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Sometimes, you just have to catch Throwable, e.g. when writing a dispatcher queue that dispatches generic items and needs to recover from any errors (said dispatcher logs all caught exceptions, but silently, and then execution is continued on other items).

One best practice I can think of is to always rethrow the exception if it's InterruptedException, because this means someone interrupted my thread and wants to kill it.

Another suggestion (that came from a comment, not an answer) is to always rethrow ThreadDeath

Any other best practices?

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2  
ThreadDeath should also be rethrown, but it shouldn't be thrown in the first place. –  Tom Hawtin - tackline Jul 8 '09 at 11:54
    
Why a comment, this is just the type of answer I wanted? –  ripper234 Jul 8 '09 at 13:40

4 Answers 4

Probably the most important one is, never swallow a checked exception. By this I mean don't do this:

try {
  ...
} catch (IOException e) {
}

unless that's what you intend. Sometimes people swallow checked exceptions because they don't know what to do with them or don't want to (or can't) pollute their interface with "throws Exception" clauses.

If you don't know what to do with it, do this:

try {
  ...
} catch (IOException e) {
  throw new RuntimeException(e);
}

The other one that springs to mind is to make sure you deal with exceptions. Reading a file should look something like this:

FileInputStream in = null;
try {
  in = new FileInputStream(new File("..."));;
  // do stuff
} catch (IOException e) {
  // deal with it appropriately
} finally {
  if (in != null) try { in.close(); } catch (IOException e) { /* swallow this one */ }
}
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2  
+1 on the never swallow a checked exception - even in your 'first pass.' too often these things get overlooked and ultimately submitted to source control. if in doubt, at least print the stack trace. –  akf Jul 8 '09 at 11:53
    
If you can't handle it and can't rethrow it, at least print that stack trace! A stack trace in the log is a great help in diagnosing the problem. –  starblue Jul 8 '09 at 11:53
1  
The horror of checked Exceptions... catch IOException only to wrap it in a non-checked exception and NOT do anything with it at all? Of course, that's what you have to do in Java, unless you actually know why you're getting the Exception. –  Yar Jul 8 '09 at 12:09
6  
-1 The question is about catching throwables and best techniques, it is NOT about swallowing checked exceptions. –  Kalecser Aug 17 '10 at 20:50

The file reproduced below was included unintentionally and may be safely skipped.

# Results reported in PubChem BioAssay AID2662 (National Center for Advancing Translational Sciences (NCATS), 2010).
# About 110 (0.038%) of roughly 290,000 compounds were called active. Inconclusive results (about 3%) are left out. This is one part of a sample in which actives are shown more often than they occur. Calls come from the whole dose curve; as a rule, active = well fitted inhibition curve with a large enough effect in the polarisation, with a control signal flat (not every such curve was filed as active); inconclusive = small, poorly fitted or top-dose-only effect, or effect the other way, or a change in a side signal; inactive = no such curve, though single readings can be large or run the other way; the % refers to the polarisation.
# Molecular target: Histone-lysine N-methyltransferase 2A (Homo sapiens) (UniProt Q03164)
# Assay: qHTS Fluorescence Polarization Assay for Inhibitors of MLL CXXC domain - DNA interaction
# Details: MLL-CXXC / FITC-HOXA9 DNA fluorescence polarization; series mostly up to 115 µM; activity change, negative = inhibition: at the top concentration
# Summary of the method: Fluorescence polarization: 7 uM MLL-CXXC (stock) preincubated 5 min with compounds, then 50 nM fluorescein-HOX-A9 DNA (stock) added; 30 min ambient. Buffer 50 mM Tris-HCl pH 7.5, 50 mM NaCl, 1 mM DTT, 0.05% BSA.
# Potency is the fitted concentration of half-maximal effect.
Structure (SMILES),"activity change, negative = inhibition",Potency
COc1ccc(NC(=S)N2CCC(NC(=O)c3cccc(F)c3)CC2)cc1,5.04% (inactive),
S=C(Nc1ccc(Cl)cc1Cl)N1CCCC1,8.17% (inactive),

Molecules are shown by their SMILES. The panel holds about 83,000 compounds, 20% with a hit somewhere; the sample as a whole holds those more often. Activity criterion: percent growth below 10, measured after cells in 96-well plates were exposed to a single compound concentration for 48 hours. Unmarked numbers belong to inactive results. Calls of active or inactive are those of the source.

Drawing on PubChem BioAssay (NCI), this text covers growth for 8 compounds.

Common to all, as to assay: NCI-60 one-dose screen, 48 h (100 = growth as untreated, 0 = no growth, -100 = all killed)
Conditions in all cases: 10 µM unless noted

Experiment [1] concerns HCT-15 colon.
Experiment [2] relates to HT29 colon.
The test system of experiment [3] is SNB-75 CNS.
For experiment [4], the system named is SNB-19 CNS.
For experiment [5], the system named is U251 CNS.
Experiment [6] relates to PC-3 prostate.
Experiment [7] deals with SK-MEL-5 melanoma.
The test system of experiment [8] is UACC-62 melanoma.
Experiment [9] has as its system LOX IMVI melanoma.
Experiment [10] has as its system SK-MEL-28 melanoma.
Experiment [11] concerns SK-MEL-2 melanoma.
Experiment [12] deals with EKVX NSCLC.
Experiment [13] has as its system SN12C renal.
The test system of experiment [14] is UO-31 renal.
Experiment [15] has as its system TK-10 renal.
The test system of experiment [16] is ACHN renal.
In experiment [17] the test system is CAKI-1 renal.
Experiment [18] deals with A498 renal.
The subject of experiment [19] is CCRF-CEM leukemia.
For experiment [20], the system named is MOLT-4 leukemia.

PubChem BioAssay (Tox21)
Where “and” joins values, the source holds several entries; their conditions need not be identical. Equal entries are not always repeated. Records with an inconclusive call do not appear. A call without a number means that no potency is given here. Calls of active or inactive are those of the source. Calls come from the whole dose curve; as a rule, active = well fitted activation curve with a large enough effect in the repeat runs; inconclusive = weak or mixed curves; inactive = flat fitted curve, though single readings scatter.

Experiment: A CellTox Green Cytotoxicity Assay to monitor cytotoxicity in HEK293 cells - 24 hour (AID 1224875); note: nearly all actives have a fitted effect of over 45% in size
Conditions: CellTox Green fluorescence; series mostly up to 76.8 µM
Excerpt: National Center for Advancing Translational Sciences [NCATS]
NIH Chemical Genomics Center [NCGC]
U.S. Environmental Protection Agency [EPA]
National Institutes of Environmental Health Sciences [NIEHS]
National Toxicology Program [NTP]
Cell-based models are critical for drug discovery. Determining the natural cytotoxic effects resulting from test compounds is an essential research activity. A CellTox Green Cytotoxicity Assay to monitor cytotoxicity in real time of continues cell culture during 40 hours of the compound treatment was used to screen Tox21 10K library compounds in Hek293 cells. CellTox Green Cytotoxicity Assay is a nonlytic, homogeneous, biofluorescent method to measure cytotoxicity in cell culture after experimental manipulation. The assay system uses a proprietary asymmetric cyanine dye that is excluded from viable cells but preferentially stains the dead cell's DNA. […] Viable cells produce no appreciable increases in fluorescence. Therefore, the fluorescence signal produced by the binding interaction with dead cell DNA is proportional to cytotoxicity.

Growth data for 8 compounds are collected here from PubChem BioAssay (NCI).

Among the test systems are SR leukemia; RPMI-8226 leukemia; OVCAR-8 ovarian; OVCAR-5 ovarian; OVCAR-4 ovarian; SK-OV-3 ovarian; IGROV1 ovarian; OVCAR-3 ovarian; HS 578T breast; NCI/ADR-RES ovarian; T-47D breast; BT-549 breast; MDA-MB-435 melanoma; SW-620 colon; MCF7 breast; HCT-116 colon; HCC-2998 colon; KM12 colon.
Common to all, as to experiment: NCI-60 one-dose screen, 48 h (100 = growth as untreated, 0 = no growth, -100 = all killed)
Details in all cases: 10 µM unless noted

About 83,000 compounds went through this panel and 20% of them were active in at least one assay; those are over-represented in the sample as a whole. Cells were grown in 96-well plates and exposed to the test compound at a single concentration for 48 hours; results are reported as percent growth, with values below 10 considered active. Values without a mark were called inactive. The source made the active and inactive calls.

When did Java add catch(Throwable) ? Or has it always been there and I didn't know about it? –  Chris S Sep 22 '10 at 11:01

Depends on what you are working on.

if you are developing an API to be used by some one else, its better to re-throw the Exception or wrap it into a custom exception of yours and throw.

Whereas if you are developing an enduser application you need to handle this exception and do the needful.

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What about OutOfMemoryError (or perhaps its super class VirtualMachineError)? I can't imagine there is much you can do after something that serious.

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1  
If the thread that allocated a lot of objects happens to catch the OutOfMemoryError at a point where the allocated become garbage collectable, the VM can recover. If the objects are still referenced, then yes, there isn't much you can do except quitting or freeing some objects. –  Nicolas Marchildon Nov 25 '11 at 20:17
    
Catch VirtualMachineError is tricky because your program is then in an undefined state: stackoverflow.com/questions/8728866/… –  Raedwald Jun 27 '13 at 7:35

If you're writing a dispatcher queue, then by the time the exception comes back to you there's no point in doing anything with it other than logging it. The Swing event queue has basically that type of behavior.

Alternatively, you could provide a hook for an "uncaught exception handler," similar to ThreadGroup. Be aware that the handler could take a long time, and end up delaying your dispatcher.

As far as InterruptedException goes: the only thing that cares about that is your dispatch loop, which should be checking some external state to see if it should stop processing.

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Why is checking an external state better than using InterruptedException as a signaling mechanism? –  ripper234 Jul 8 '09 at 13:39
    
Because InterruptedException simply indicates that someone called interrupt() on the thread. There could be multiple reasons for doing this, not just terminating the current action. And if you do want to use interrupt() to terminate the dispatcher, you certainly don't want to throw it; simply return from run() -- unless, of course, your dispatcher isn't the only thing that thread is doing, but even there, you almost certainly don't want to blindly throw. –  kdgregory Jul 8 '09 at 14:04

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